Lamb Mannerheim (Julianne Hough) grew up in a very small, very religious, very conservative town. After an accident left her badly burned, she goes to church to talk about how the grace of God helped her heal. Instead of the inspirational speech everyone was expecting, Lamb goes on a rant, telling everyone in the church that God does not exist. After shaming her parents (Nick Offerman and Holly Hunter), Lamb takes her settlement money and heads to Las Vegas. She intends to live life to its fullest.
When Lamb arrives in Vegas, she immediately starts crossing items off her “sin” To Do list. This includes trying alcohol for the first time. At one of the bars, she meets Loray (Octavia Spencer), a singer, and William (Russell Brand), a bartender. The trio heads out on the strip to help Lamb with her list.
During their night of debauchery, Lamb realizes that living the life of sin isn’t as glamorous as she had expected. After a chance encounter with an “angel,” Lamb discovers a new path for her life.
Julianne Hough seems to have found a niche for herself. One only has to watch her characters in Rock of Ages and the Footloose remake to discover what type of character she wants to play in all her movies. That is, the innocent girl from the small town who finds herself in the dark underbelly of the big city. Paradise fits in nicely with how she defines herself as an actress. Perhaps it’s an echo of how she sees herself in Hollywood.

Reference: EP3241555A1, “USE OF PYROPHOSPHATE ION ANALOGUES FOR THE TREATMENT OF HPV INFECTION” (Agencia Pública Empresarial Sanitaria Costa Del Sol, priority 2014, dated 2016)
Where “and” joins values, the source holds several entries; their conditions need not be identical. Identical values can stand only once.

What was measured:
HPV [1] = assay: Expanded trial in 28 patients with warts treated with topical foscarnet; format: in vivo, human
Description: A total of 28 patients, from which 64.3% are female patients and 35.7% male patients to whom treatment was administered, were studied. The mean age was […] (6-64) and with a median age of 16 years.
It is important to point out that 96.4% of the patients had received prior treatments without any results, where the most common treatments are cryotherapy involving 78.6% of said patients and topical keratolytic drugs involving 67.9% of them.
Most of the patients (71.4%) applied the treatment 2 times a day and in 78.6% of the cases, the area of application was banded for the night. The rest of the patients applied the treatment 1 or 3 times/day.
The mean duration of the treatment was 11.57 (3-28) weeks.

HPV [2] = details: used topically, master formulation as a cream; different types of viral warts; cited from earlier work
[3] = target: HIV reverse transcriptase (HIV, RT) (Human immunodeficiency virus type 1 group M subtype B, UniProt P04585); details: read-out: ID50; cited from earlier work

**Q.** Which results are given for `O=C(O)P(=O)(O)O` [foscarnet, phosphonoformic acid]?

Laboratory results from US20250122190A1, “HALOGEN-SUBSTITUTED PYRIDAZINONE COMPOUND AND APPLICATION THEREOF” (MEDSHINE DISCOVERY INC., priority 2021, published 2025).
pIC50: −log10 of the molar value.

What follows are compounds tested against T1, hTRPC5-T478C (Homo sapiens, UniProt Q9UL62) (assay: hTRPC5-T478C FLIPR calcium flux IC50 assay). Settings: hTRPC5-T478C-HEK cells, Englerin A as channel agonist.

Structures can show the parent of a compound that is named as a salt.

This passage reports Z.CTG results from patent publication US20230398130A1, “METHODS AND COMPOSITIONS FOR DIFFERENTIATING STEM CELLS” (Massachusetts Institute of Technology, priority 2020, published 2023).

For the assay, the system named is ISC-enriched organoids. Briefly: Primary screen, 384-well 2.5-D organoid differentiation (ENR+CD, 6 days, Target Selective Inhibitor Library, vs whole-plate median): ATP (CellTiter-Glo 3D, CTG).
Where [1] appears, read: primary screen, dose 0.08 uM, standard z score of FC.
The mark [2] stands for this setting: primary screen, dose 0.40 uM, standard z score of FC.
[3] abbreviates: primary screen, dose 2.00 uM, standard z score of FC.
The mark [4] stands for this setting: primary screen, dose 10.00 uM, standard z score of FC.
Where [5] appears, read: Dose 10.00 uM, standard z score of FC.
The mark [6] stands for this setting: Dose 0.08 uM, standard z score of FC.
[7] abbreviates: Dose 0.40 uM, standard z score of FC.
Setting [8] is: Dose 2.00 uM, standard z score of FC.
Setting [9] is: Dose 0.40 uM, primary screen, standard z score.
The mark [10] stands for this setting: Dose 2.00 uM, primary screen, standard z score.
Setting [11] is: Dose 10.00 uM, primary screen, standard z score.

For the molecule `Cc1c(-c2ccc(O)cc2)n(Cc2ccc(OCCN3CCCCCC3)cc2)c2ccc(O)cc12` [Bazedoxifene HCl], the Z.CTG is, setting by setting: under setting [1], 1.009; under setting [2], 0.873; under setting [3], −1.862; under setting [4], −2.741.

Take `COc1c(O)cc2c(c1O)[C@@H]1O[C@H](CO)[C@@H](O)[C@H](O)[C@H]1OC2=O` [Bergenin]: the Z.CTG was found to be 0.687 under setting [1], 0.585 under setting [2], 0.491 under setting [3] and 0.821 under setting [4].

Russell Brand is charming as the nice-guy bartender. He’s not a lech, just a guy trying to help a poor girl experience life. His wit isn’t over the top, but not underplayed to the point he is wasted. Russell is definitely the highlight of the movie. Octavia Spencer, Nick Offerman, and Holly Hunter are a little underused. None of them really stand out in the movie, despite all their potential.
Paradise starts off with the best of intentions. It is your typical fish out of water story, with Lamb trying too hard to rebel. The jokes, mostly fired off by Russell Brand, work for the movie. I found myself laughing more than I expected for a Julianne Hough movie. Once Lamb has her epiphany, the movie takes a sharp downturn. The jokes completely stop. The film takes a much more somber note. And then I lost interest. The whole film is a bit unbalanced. Lamb goes from giving everything she used to believe, to giving up everything she wanted to believe. She doesn’t really change as a person. You leave with the same Lamb you started with, only she has a slightly altered outlook on life.
Julianne Hough may have found her niche as an actress, but she has yet to find her groove. The result is a stilted, uneven film that doesn’t know how to resolve itself. I would recommend skipping this one. Paradise isn’t all it’s cracked up to be.